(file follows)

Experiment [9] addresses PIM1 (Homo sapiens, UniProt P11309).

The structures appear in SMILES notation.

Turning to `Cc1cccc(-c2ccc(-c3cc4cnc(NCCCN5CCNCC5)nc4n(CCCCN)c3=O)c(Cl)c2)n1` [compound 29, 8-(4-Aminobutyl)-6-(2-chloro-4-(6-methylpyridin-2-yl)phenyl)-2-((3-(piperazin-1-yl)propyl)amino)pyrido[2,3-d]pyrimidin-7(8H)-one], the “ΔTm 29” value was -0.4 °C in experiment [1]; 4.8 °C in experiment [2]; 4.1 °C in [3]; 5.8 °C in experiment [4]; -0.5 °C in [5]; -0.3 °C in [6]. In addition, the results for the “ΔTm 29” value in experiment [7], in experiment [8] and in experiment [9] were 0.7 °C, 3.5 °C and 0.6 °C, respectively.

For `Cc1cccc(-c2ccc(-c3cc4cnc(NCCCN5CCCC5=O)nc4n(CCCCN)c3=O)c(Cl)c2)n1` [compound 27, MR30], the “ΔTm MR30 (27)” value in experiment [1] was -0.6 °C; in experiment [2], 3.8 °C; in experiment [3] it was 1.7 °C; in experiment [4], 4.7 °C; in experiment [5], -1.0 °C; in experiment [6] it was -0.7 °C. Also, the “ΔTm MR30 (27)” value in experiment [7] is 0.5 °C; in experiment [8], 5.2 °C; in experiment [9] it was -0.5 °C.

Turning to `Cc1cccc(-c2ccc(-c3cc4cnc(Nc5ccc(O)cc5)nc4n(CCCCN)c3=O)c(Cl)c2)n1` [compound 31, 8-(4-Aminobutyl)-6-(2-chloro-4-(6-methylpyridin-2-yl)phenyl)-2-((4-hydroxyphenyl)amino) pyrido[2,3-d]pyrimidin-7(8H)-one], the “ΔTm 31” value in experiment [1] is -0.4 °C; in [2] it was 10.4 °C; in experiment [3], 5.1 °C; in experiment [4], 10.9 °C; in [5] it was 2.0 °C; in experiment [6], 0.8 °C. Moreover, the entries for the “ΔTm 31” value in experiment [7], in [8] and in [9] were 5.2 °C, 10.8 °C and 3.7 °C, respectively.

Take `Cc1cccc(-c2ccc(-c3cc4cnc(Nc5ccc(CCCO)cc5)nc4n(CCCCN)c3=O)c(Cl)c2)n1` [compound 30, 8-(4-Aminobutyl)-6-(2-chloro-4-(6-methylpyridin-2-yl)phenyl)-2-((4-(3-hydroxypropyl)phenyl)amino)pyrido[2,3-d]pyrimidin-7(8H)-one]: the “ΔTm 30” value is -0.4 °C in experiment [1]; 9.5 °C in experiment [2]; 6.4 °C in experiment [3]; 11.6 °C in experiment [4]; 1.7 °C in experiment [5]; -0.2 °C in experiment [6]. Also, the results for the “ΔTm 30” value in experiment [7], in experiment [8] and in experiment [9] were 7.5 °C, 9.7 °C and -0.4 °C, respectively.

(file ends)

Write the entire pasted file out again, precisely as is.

Experiment [9] addresses PIM1 (Homo sapiens, UniProt P11309).

The structures appear in SMILES notation.

Turning to `Cc1cccc(-c2ccc(-c3cc4cnc(NCCCN5CCNCC5)nc4n(CCCCN)c3=O)c(Cl)c2)n1` [compound 29, 8-(4-Aminobutyl)-6-(2-chloro-4-(6-methylpyridin-2-yl)phenyl)-2-((3-(piperazin-1-yl)propyl)amino)pyrido[2,3-d]pyrimidin-7(8H)-one], the “ΔTm 29” value was -0.4 °C in experiment [1]; 4.8 °C in experiment [2]; 4.1 °C in [3]; 5.8 °C in experiment [4]; -0.5 °C in [5]; -0.3 °C in [6]. In addition, the results for the “ΔTm 29” value in experiment [7], in experiment [8] and in experiment [9] were 0.7 °C, 3.5 °C and 0.6 °C, respectively.

For `Cc1cccc(-c2ccc(-c3cc4cnc(NCCCN5CCCC5=O)nc4n(CCCCN)c3=O)c(Cl)c2)n1` [compound 27, MR30], the “ΔTm MR30 (27)” value in experiment [1] was -0.6 °C; in experiment [2], 3.8 °C; in experiment [3] it was 1.7 °C; in experiment [4], 4.7 °C; in experiment [5], -1.0 °C; in experiment [6] it was -0.7 °C. Also, the “ΔTm MR30 (27)” value in experiment [7] is 0.5 °C; in experiment [8], 5.2 °C; in experiment [9] it was -0.5 °C.

Turning to `Cc1cccc(-c2ccc(-c3cc4cnc(Nc5ccc(O)cc5)nc4n(CCCCN)c3=O)c(Cl)c2)n1` [compound 31, 8-(4-Aminobutyl)-6-(2-chloro-4-(6-methylpyridin-2-yl)phenyl)-2-((4-hydroxyphenyl)amino) pyrido[2,3-d]pyrimidin-7(8H)-one], the “ΔTm 31” value in experiment [1] is -0.4 °C; in [2] it was 10.4 °C; in experiment [3], 5.1 °C; in experiment [4], 10.9 °C; in [5] it was 2.0 °C; in experiment [6], 0.8 °C. Moreover, the entries for the “ΔTm 31” value in experiment [7], in [8] and in [9] were 5.2 °C, 10.8 °C and 3.7 °C, respectively.

Take `Cc1cccc(-c2ccc(-c3cc4cnc(Nc5ccc(CCCO)cc5)nc4n(CCCCN)c3=O)c(Cl)c2)n1` [compound 30, 8-(4-Aminobutyl)-6-(2-chloro-4-(6-methylpyridin-2-yl)phenyl)-2-((4-(3-hydroxypropyl)phenyl)amino)pyrido[2,3-d]pyrimidin-7(8H)-one]: the “ΔTm 30” value is -0.4 °C in experiment [1]; 9.5 °C in experiment [2]; 6.4 °C in experiment [3]; 11.6 °C in experiment [4]; 1.7 °C in experiment [5]; -0.2 °C in experiment [6]. Also, the results for the “ΔTm 30” value in experiment [7], in experiment [8] and in experiment [9] were 7.5 °C, 9.7 °C and -0.4 °C, respectively.